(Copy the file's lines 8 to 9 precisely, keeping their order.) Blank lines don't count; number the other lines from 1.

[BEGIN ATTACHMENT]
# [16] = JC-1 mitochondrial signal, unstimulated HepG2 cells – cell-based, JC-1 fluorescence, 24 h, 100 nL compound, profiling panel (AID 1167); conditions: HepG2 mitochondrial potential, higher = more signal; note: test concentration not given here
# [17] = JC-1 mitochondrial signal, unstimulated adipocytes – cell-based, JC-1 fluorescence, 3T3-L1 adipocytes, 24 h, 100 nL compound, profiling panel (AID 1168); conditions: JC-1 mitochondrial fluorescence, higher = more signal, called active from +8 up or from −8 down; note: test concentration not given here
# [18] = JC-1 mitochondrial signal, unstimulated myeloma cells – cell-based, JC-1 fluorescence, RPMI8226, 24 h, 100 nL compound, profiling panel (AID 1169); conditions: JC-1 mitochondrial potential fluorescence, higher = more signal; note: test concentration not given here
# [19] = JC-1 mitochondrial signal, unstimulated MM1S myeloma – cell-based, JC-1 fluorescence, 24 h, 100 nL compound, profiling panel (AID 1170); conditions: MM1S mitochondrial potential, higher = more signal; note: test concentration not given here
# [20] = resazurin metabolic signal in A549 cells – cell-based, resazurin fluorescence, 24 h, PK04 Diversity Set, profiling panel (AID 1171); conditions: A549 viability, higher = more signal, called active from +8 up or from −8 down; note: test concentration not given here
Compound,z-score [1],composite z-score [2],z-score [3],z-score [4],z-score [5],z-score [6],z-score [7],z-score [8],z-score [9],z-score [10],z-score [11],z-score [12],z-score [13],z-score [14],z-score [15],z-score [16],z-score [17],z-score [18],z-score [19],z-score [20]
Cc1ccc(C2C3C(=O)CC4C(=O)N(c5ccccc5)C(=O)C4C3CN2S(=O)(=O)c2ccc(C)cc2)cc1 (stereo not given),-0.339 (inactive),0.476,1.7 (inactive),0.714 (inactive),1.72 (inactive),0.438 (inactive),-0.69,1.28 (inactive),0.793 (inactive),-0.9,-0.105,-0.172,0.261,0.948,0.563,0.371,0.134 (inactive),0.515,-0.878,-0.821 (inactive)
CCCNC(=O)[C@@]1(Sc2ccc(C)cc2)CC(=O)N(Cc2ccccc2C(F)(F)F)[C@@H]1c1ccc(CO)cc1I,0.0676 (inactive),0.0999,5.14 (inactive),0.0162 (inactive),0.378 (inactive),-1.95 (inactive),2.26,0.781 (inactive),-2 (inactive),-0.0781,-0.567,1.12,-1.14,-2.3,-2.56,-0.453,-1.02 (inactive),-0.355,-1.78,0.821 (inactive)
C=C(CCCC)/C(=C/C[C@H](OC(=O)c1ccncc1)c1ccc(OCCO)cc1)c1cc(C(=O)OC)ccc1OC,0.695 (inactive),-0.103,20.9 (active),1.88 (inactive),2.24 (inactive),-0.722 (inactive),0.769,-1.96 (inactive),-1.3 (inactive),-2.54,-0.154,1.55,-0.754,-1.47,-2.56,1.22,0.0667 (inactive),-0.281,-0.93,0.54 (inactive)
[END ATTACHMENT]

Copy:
CCCNC(=O)[C@@]1(Sc2ccc(C)cc2)CC(=O)N(Cc2ccccc2C(F)(F)F)[C@@H]1c1ccc(CO)cc1I,0.0676 (inactive),0.0999,5.14 (inactive),0.0162 (inactive),0.378 (inactive),-1.95 (inactive),2.26,0.781 (inactive),-2 (inactive),-0.0781,-0.567,1.12,-1.14,-2.3,-2.56,-0.453,-1.02 (inactive),-0.355,-1.78,0.821 (inactive)
C=C(CCCC)/C(=C/C[C@H](OC(=O)c1ccncc1)c1ccc(OCCO)cc1)c1cc(C(=O)OC)ccc1OC,0.695 (inactive),-0.103,20.9 (active),1.88 (inactive),2.24 (inactive),-0.722 (inactive),0.769,-1.96 (inactive),-1.3 (inactive),-2.54,-0.154,1.55,-0.754,-1.47,-2.56,1.22,0.0667 (inactive),-0.281,-0.93,0.54 (inactive)